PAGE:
It is important to view maturity models not as means to achieve a high score, but an effective tool to help build an appropriate suite of processes that meet your business requirements. In previous roles, I have often seen organisations make the mistake of using a maturity model to celebrate a high level of internal achievement. Whilst these tools can help champion progress within an organisation, it’s important to use them properly and identify opportunities for improvement as well as celebration.

Don’t forget that data and data management are fluid.

Defining Value

Accurately defining, communicating and predicting the value delivered from a long-term data management initiative is difficult. Often the true value is only realised if appropriate investment hasn’t been made and something goes wrong (e.g., files become corrupted or lost, or an outdated format cannot be read). Yet any plan must factor in an expected level of value to be realised from the initiative, otherwise it will struggle to gain internal support and approval.

At Arkivum, we strongly advocate that anyone building a plan to strike the right balance between highlighting the risks of not investing appropriately and how effectively managing data for the long-term can add additional value to the organisation. This is about shifting the conversation from overcoming the challenge of what to do with stored data, to how to bring your archive to life and generate value from it.

A good example is from our life science customers who have a regulatory requirement to store clinical trial data for up to 25 years. There is greater value in effective archival of this data than simply complying with regulations. Shifting this conversation from risk to reward helps to build the case for an appropriate investment.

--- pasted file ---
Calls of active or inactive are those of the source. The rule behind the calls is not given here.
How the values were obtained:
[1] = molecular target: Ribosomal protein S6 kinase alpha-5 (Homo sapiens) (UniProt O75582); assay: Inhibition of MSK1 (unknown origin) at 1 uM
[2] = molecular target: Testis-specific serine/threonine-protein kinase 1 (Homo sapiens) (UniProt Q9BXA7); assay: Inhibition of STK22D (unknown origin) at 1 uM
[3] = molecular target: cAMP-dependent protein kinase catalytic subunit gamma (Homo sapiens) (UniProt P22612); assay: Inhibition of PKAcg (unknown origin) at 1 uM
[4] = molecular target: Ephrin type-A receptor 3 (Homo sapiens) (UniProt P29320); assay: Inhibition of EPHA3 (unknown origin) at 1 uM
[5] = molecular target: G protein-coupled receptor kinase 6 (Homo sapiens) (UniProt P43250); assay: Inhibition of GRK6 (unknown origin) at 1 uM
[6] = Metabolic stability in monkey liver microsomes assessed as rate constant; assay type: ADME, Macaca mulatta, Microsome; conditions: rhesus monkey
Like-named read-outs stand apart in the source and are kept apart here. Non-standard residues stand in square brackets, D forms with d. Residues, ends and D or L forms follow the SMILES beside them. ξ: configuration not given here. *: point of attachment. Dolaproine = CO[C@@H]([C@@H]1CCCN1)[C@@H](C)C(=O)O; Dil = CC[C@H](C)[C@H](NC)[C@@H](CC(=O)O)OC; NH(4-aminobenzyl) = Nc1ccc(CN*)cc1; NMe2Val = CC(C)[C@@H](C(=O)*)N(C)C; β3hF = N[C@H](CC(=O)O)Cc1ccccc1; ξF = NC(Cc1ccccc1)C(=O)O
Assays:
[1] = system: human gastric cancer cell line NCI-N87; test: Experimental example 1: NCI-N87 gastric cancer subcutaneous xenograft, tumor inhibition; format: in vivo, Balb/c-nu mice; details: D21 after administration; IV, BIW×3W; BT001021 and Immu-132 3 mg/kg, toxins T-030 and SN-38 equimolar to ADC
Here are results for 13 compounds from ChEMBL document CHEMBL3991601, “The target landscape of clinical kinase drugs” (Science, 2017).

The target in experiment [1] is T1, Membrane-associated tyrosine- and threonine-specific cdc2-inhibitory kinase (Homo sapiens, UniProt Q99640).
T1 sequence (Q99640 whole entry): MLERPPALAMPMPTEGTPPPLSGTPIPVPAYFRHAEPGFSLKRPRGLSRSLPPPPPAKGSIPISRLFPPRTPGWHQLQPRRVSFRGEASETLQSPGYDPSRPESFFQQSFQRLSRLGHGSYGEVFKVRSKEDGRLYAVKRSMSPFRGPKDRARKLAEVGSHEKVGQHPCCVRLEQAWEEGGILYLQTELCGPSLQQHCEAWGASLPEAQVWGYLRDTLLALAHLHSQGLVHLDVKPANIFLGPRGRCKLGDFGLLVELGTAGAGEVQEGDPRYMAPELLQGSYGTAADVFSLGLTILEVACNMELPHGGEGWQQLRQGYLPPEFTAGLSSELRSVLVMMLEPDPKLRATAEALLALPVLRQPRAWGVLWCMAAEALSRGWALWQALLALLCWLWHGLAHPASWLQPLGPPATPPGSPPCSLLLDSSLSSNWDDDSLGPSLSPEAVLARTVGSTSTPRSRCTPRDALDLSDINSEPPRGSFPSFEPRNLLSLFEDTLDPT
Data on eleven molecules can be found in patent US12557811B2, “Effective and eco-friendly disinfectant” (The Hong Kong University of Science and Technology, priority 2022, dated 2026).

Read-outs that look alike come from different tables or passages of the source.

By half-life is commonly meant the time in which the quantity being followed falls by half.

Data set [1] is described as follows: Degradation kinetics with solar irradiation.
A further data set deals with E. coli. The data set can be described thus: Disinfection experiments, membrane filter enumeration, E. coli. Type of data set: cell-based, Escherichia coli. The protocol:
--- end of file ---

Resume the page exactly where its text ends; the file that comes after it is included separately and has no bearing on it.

There is also a range of tools available to help anyone more effectively define value. Best practice approaches in the management of value or benefits can be investigated to help build a robust definition of how value will be obtained and measured throughout any data management initiative.

And to finish…

The areas I have covered in this post cover three of the most important areas to address when planning an effective approach to long-term data management:

  • Understand your preservation requirements and ensure you are constantly asking the right questions throughout the initiative.
  • Build in continual improvement to your plan and leverage available best practice and maturity models.
  • Clearly define the expected value from the initiative and shift the conversation from mitigating risk to unlocking organisational value.

Learn more about Perpetua from Arkivum and how it can support your organisation’s digital preservation needs.

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Tom Lyman
Marketing Manager, Arkivum

Tom Lynam joined Arkivum in 2020 as its Marketing Manager, responsible for all marketing activities across the business. He has more than 10 years of experience in marketing and product management roles across a range of industries including technology, IP and professional services organisations.